Blackhawks 2019-20 Regular-Season Awards
The Four Feathers panelists hand out their 2019-20 Chicago Blackhawks regular-season awards.
The 2019-20 NHL regular season is officially over. After 70 games, the Blackhawks finished with a record of 32-30-8. They were well out of the playoffs when the season was suspended, but the league decided on a 24-team postseason and gave the Blackhawks new life.
Before the Qualifying Round series against Edmonton starts on August 1st, the Four Feathers panelists got together to dish out their very own season awards.
Be sure to follow all of our panelists on Twitter and engage in some Hawks talk with us:
- Jonnie Nonnie
- Ron Luce
- Patrick Comiskey
- Austin P. (better known as Blackhawks Dzone)
- Tony Marchese (did not participate in these awards)
Rookie of the Year
This might be the easiest award to give out of all time. The NHL rightfully named Dominik Kubalik as a Calder Trophy finalist, and we could not agree more.
Jonnie: Not only was Dominik Kubalik the best Blackhawks rookie in 2019-20, but he’s also one of three finalists for the Calder Trophy. When the Hawks acquired his rights from the Kings in exchange for a fifth-round pick, we weren’t too sure what to expect. The winger burst onto the scene and was able to find the back of the net in a variety of ways. With Kirby Dach still adjusting to the league, Kubalik’s contributions on the score sheet were an extremely pleasant surprise.
Ron: After an offseason that was centered around beefing up the defense and the goaltending (we miss you Robin Lehner), the Blackhawks only made one major addition to the forward group, a Kings seventh-round pick. However, the trade for Dominik Kubalik may be one of Stan Bowman’s best in the last few seasons. Kubalik didn’t score much early, but once he was promoted to the top six he took off. 30 goals in a shortened 70-game season is an impressive feat, especially since he could have banked 35. Easy choice here. Honorable mention here is Kirby Dach, obviously.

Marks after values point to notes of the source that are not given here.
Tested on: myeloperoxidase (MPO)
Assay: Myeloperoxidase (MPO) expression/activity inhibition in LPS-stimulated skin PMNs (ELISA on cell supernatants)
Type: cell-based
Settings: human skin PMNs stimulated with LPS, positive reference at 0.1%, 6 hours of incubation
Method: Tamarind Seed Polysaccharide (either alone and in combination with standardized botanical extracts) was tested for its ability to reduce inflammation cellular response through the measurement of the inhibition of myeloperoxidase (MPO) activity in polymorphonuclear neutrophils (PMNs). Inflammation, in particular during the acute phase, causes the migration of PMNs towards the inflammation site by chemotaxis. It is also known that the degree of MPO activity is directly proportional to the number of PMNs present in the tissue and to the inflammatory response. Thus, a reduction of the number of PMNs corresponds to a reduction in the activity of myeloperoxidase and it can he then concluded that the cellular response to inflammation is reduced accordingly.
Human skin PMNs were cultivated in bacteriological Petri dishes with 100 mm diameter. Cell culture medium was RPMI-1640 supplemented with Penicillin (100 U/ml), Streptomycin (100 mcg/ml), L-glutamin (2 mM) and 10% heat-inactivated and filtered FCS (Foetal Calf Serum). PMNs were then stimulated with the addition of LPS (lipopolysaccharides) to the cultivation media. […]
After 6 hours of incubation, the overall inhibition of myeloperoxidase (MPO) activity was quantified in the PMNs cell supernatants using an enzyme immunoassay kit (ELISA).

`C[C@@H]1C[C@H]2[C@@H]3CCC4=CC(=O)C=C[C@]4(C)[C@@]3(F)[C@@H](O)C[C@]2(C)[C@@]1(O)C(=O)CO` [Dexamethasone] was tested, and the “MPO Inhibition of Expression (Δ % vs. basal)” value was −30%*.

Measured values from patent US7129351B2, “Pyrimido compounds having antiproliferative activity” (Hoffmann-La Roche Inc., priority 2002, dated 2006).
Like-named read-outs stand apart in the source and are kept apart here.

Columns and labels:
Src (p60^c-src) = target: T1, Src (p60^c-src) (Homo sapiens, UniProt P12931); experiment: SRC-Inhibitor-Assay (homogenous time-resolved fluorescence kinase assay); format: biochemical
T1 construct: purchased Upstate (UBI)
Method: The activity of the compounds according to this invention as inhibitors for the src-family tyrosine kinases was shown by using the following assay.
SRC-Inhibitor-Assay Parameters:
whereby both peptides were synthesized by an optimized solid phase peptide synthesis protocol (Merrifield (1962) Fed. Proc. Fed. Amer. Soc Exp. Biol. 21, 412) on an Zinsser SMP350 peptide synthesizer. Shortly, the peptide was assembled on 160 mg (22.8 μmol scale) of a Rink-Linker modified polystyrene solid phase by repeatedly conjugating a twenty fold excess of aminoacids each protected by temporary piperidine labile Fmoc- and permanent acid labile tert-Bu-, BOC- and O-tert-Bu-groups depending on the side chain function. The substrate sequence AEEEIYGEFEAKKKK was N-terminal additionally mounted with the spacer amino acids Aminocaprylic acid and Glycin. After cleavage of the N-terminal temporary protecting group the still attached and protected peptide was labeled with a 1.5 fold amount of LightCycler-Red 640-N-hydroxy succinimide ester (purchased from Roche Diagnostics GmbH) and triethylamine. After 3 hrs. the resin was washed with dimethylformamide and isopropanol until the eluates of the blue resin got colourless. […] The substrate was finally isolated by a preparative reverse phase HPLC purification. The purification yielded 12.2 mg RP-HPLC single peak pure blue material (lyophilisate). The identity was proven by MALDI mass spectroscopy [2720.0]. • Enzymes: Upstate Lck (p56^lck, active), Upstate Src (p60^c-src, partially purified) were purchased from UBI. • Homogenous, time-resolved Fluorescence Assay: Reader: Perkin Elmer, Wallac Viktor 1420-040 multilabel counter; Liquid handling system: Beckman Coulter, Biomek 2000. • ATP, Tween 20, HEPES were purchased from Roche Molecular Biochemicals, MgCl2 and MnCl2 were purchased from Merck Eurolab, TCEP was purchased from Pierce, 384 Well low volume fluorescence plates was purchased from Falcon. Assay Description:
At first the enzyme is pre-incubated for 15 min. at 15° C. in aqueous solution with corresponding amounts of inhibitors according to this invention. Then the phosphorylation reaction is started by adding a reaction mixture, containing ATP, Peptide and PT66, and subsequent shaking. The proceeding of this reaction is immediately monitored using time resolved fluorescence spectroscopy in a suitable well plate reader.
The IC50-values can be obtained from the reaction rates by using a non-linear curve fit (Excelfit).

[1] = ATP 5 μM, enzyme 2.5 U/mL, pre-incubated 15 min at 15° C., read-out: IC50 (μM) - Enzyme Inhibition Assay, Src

Comiskey: I mean, come on.
Austin: 30 goals by any player is impressive. 30 goals by a rookie is insane. (Panarin also scored 30 his rookie season, and I think he turned out pretty good).
Most Valuable Player
Patrick Kane could be named the most valuable player of the Blackhawks every single year, but somehow the Four Feathers panelists didn’t all agree.
Jonnie (Kane): Patrick Kane’s hands only seem to get quicker as he gets older. Showtime was the Blackhawks’ leading scorer, served as an alternate captain when Brent Seabrook went down, and made electrifying plays night in and night out. While hockey is a team effort, Patrick Kane will always stand out among the crowd.
Ron (Kane): The fact that Austin picked Saad warms my heart, but it’s hard not to choose Kane here. He led the team with 84 points and is always the most dangerous player on the ice. He can carry a team by himself, so it’s an easy choice here.
Comiskey (Kane): Patrick Kane is the one thing you can routinely count on as a Blackhawks fan. Naturally, he led the team in points.
Austin (Saad): Sixth-most points on the team (33). Third-most goals (21). Fifth-most shots on goal (140); and all these figures came in only 58 games. If he played all 70 games, Saad was on pace for 40 points, 25 goals, and 169 shots. Even after missing 12 games, Saad finished with the eighth-most minutes at 5v5, eighth-most minutes on the power play, and fourth-most minutes on the penalty kill among all Blackhawks’ forwards.
Defenseman of the Year
The Blackhawks had 12 different defensemen take the ice for them this season, so the Four Feathers panelists had their work cut out for them on this one.
Jonnie (Keith): Had Calvin de Haan not suffered a shoulder injury in December, he probably would have taken home this award given his impressive metrics in that small sample size. However, Duncan Keith continues to be the rock of the Blackhawks’ blue line. When injuries were starting to pile up, Keith was one of those players dealing with an ailment. He made it a point to return to the lineup quickly and battled even harder after missing a brief stretch of games. The Blackhawks are extremely lucky to have such a savvy veteran presence on the back end to mentor young defensemen like Adam Boqvist, Lucas Carlsson, and Nicolas Beaudin.